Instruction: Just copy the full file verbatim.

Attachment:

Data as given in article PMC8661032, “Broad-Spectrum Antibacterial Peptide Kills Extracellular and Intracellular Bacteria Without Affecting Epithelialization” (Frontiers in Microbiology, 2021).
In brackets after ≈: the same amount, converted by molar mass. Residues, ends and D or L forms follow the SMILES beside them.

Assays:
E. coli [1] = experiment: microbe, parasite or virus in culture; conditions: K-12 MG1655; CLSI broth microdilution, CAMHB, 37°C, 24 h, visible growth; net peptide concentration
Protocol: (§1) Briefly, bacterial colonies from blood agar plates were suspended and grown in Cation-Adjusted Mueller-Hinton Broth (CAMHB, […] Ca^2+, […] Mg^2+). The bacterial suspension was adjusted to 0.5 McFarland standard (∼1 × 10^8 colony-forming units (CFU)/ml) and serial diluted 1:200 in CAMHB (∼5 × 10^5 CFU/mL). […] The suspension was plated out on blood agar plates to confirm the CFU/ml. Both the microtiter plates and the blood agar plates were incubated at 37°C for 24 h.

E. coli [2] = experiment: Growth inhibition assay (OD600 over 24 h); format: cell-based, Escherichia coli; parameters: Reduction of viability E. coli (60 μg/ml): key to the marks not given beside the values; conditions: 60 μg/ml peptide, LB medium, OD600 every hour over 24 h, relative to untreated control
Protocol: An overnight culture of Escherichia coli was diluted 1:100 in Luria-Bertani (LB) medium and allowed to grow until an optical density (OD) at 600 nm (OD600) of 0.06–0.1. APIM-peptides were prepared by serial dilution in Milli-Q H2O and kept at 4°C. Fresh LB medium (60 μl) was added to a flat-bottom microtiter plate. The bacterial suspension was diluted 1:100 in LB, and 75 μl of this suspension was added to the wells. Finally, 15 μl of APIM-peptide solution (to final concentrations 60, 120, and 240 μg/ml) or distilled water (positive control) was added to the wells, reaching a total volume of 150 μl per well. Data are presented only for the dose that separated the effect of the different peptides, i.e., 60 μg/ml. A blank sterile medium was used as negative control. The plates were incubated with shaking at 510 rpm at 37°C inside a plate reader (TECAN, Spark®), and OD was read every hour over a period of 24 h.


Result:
Data as given in article PMC8661032, “Broad-Spectrum Antibacterial Peptide Kills Extracellular and Intracellular Bacteria Without Affecting Epithelialization” (Frontiers in Microbiology, 2021).
In brackets after ≈: the same amount, converted by molar mass. Residues, ends and D or L forms follow the SMILES beside them.

Assays:
E. coli [1] = experiment: microbe, parasite or virus in culture; conditions: K-12 MG1655; CLSI broth microdilution, CAMHB, 37°C, 24 h, visible growth; net peptide concentration
Protocol: (§1) Briefly, bacterial colonies from blood agar plates were suspended and grown in Cation-Adjusted Mueller-Hinton Broth (CAMHB, […] Ca^2+, […] Mg^2+). The bacterial suspension was adjusted to 0.5 McFarland standard (∼1 × 10^8 colony-forming units (CFU)/ml) and serial diluted 1:200 in CAMHB (∼5 × 10^5 CFU/mL). […] The suspension was plated out on blood agar plates to confirm the CFU/ml. Both the microtiter plates and the blood agar plates were incubated at 37°C for 24 h.

E. coli [2] = experiment: Growth inhibition assay (OD600 over 24 h); format: cell-based, Escherichia coli; parameters: Reduction of viability E. coli (60 μg/ml): key to the marks not given beside the values; conditions: 60 μg/ml peptide, LB medium, OD600 every hour over 24 h, relative to untreated control
Protocol: An overnight culture of Escherichia coli was diluted 1:100 in Luria-Bertani (LB) medium and allowed to grow until an optical density (OD) at 600 nm (OD600) of 0.06–0.1. APIM-peptides were prepared by serial dilution in Milli-Q H2O and kept at 4°C. Fresh LB medium (60 μl) was added to a flat-bottom microtiter plate. The bacterial suspension was diluted 1:100 in LB, and 75 μl of this suspension was added to the wells. Finally, 15 μl of APIM-peptide solution (to final concentrations 60, 120, and 240 μg/ml) or distilled water (positive control) was added to the wells, reaching a total volume of 150 μl per well. Data are presented only for the dose that separated the effect of the different peptides, i.e., 60 μg/ml. A blank sterile medium was used as negative control. The plates were incubated with shaking at 510 rpm at 37°C inside a plate reader (TECAN, Spark®), and OD was read every hour over a period of 24 h.